Canceling credit cards may sound wise, but is it?
Move may have helped reader get mortgage, but may hurt in long run
Credit Score Report
Dear Credit Score Report,
I recently locked in a good refi rate on my mortgage. The lender told me it wouldn't hurt to cancel a few bank credit cards that had large credit limits and no balance. I still have other credit cards with large limits and balances less than 50 percent to credit limit. I canceled the cards. Was this wise, as I have concerns that it might lower my credit score? -- Tim
The lender should have been more clear with his wording. The key question isn't whether it "wouldn't hurt," but whether closing those cards helped your loan approval at the expense of your credit score.
Unfortunately, I can't say how closing those cards impacted your credit score specifically. (If you knew what your score was previously, you can buy your score again at MyFICO.com and see if it's changed.) But here's what I do know: Many credit experts discourage borrowers from canceling credit cards, even unused ones, since closing accounts eliminates credit lines from your credit reports. That change can increase your utilization ratio -- the comparison of outstanding balances to available credit -- resulting in a lower credit score. But such a change may not concern your mortgage lender, since your credit score is only one factor they consider. "Some mortgage lenders don't like to see too much 'available credit,' but that's a separate calculation from the FICO score," says credit expert Evan Hendricks, author and publisher of the "Privacy Times" newsletter.
Why the concern over unused credit? "There's too much potential risk for the mortgage lender for the consumer to have this much unsecured credit" available, says Craig Focardi, a senior research director in consumer lending with advisory services firm TowerGroup.
However, what you did to please your mortgage lender could make you less appealing to future potential lenders. According to some experts, borrowers' credit utilization shouldn't exceed 30 percent of their credit lines. That ratio is important because the amount of debt you carry is a heavily weighted component of your credit score. So having a relatively high ratio (45 percent? 49 percent? You don't specify) like yours is typically discouraged. "Generally speaking, the lower the utilization ratio, the better the FICO score," says FICO spokesman Jason Sprenger.
As for why the lender encouraged you to cancel those cards, only he or she knows for sure. Experts have some ideas, though. Most likely, the lender worried about what could happen if you were approved for a mortgage and then maxed out those credit lines that, at that time, were unused. Perhaps a job loss or medical emergency (and the resulting hospital bills) would send you rushing to borrow cash -- fast. If you borrowed a bundle of money on your credit cards, that additional debt burden could make repaying your mortgage lender suddenly more difficult.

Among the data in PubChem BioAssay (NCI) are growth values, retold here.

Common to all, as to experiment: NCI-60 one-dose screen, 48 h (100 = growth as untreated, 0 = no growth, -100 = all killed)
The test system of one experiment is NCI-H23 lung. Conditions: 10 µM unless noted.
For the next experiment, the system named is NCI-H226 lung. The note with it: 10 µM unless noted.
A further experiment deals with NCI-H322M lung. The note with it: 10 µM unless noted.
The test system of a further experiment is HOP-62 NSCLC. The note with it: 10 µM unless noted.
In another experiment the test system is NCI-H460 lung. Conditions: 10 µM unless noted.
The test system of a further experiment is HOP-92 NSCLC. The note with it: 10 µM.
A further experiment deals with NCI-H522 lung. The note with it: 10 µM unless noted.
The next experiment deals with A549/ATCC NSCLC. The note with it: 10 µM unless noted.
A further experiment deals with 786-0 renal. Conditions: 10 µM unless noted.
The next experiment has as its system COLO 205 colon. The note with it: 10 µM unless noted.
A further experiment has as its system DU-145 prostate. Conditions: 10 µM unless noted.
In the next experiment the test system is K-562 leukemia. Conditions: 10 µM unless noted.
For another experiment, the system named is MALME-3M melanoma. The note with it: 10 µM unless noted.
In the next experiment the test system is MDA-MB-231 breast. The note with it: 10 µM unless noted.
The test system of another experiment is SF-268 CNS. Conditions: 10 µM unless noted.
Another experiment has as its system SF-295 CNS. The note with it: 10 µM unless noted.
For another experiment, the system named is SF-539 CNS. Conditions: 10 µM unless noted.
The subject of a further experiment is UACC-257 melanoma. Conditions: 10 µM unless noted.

Therefore, the lender is likely just protecting your loan in a time of great economic uncertainty. After all, there are some things that credit scores just can't predict -- such as unemployment. "Because credit scoring was found to be not completely predictive of mortgage defaults (a number of high credit score consumers defaulted during the past and current mortgage crisis), banks are definitely moving to add more traditional underwriting methodology in making credit decisions," Ira Rheingold, executive director for the nonprofit National Association of Consumer Advocates (NACA) in Washington, D.C., says in an email. In other words, a good credit score just isn't enough anymore. By asking you to close some of your cards, the lender seems to be encouraging practices that would prevent you from getting into a financial hole and leaving them with an unpaid mortgage loan.
So while your lender is giving out advice, I'd like to offer my own suggestions aimed at strengthening your credit score. Start by paying down your remaining credit card debt. If you can't pay your balances off entirely, at least lower them to less than 30 percent of your available credit. Additionally, look over your credit reports, making sure to dispute any errors that could further hurt your credit score. While you're doing all that, avoid opening any new credit cards or taking on other loans that you don't absolutely need, since credit applications also have the potential to lower your score.
In the future, be willing to question your bank if someone asks you to do something you aren't so sure about. "The better response is to engage the lender and ask, 'If I keep these cards, will [you] still approve my loan?,'" Hendricks says.
Jeremy M. Simon is a former CreditCards.com reporter who wrote about credit scoring, economic data, credit card crime and other issues. He is based in Austin, Texas. He is a graduate of Vassar College and has previously worked for Thomson Financial in New York City, where he wrote about the stock markets, and Texas Monthly, as well as several publications in Austin.
Published: September 27, 2011
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